Entries in puppet (1)

Monday
Jul302012

Frustrating little nuance when using puppet exec directive

I've been building puppet configuration for CloudStack's Devcloud environment recently, and I ended up spending a ton of time arguing with the configuration.  One of the most annoying behaviours that I ran into are some very specific requirements about executing shell scripts within a puppet "exec" type.

I started with this shell script (configebtables.sh):

mac=`/sbin/ifconfig xenbr0 |/bin/grep HWaddr |/usr/bin/awk '{print $5}'`
/sbin/ebtables -I FORWARD -d ! $mac -i eth0 -p IPV4 --ip-prot udp --ip-dport 67:68 -j DROP

Then I added these directives to my puppet manifest:

file { '/tmp/configebtables.sh':
 ensure  => 'file',
 source  => 'puppet:///modules/puppet-devcloud/configebtables.sh',
 group   => '0',
 mode    => '777',
 owner   => '0',
 }

exec { "/tmp/configebtables.sh":
 require => [
  File['/tmp/configebtables.sh'],
  Service['ebtables']
 ],
 subscribe => Package['ebtables'],
 refreshonly => true,
 cwd       => '/',
 path      => '/sbin/:/usr/bin/:/bin',
}

That looks like it shouldn't be a problem, right? Wrong.

Here's what you get out of puppet when it's run:

notice: /Stage[main]/Puppet-devcloud/File[/tmp/configebtables.sh]/ensure: defined content as '{md5}1291473c3c5dc9108157b9fdcf2706b9'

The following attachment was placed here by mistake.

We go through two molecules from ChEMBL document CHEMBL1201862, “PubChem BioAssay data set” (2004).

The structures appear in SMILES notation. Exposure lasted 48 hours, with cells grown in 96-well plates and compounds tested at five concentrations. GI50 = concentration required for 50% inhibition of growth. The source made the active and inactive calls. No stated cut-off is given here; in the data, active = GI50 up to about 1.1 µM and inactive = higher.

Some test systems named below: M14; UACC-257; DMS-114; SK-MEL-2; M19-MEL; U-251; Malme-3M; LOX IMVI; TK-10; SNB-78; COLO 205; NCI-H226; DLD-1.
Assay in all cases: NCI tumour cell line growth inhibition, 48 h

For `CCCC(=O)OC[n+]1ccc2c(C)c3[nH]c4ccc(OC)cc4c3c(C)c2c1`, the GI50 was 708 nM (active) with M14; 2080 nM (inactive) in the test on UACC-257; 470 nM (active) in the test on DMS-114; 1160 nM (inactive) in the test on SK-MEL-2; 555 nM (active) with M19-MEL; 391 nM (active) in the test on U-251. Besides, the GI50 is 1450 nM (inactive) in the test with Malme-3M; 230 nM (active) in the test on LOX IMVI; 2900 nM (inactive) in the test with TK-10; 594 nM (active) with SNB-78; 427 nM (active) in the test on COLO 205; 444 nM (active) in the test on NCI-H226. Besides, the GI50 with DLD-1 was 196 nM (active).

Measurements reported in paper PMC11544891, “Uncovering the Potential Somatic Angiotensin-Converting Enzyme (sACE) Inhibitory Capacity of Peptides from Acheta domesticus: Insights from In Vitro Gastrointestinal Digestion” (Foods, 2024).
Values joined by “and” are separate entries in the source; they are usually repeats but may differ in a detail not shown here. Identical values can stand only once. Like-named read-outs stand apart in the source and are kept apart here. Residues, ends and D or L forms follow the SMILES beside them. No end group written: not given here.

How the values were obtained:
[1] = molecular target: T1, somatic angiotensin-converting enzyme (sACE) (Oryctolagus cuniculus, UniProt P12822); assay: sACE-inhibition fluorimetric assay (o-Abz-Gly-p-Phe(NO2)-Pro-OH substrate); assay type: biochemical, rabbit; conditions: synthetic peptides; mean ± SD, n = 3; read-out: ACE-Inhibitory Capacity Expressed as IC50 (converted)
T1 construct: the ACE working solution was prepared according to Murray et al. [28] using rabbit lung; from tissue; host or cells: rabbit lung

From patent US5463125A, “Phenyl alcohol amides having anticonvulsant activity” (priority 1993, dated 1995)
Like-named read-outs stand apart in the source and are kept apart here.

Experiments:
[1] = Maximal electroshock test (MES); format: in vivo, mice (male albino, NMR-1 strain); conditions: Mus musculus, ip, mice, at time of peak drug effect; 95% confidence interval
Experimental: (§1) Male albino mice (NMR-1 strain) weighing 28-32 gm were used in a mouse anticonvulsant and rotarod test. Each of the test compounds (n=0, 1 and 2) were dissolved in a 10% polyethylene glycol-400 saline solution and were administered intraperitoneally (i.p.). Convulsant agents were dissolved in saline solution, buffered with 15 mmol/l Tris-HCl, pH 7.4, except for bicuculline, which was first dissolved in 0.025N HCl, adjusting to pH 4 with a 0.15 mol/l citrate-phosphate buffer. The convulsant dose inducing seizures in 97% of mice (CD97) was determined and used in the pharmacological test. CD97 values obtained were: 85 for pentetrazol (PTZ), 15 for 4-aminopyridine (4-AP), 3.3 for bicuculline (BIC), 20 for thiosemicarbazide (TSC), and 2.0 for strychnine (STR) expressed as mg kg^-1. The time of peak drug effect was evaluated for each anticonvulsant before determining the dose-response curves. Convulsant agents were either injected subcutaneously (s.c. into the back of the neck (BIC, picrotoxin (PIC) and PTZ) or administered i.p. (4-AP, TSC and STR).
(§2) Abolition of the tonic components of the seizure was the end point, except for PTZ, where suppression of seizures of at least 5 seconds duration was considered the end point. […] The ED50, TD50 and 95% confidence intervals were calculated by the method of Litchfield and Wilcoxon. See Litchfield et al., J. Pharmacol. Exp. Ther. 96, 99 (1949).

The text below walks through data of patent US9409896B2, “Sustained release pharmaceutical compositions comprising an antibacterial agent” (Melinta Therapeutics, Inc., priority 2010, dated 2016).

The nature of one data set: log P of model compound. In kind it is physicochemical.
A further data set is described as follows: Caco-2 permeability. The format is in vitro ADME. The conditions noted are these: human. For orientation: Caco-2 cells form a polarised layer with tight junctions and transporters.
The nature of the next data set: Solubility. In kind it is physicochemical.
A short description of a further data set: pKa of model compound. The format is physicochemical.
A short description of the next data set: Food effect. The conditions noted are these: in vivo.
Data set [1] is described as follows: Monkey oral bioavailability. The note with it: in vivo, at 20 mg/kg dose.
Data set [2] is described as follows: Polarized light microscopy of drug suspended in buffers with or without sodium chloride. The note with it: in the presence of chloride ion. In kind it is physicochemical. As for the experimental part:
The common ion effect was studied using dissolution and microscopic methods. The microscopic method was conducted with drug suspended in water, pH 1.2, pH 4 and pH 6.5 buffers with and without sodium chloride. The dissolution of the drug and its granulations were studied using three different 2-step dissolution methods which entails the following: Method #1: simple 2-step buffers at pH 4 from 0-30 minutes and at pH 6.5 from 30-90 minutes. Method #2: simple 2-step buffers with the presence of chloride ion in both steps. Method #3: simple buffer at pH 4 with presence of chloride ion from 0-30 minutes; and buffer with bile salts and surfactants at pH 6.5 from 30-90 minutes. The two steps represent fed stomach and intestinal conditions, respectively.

err: /Stage[main]/Puppet-devcloud/Exec[/tmp/configebtables.sh]: Failed to call refresh: /tmp/configebtables.sh returned 1 instead of one of [0] at /etc/puppet/modules-0/puppet-devcloud/manifests/init.pp:60

Natuarally, I tested the script manually, and confirmed that the exit code is consistently coming back as 0. Nothing obvious stood out in the puppet documentation either. I added an "exit 0" line to the end of the script, and it still reported an exit code of 1. As far as I was concerned, puppet was getting confused about the actual return code.

It's not confused though. In actuality, it turns out that you really need to specify "#!/bin/sh" (or other appropriate shell env) at the top of any script that you'll be calling via an "exec" directive.

OK, perhaps this isn't all that silly when you think about how to "properly" write a robust shell script... But now I know.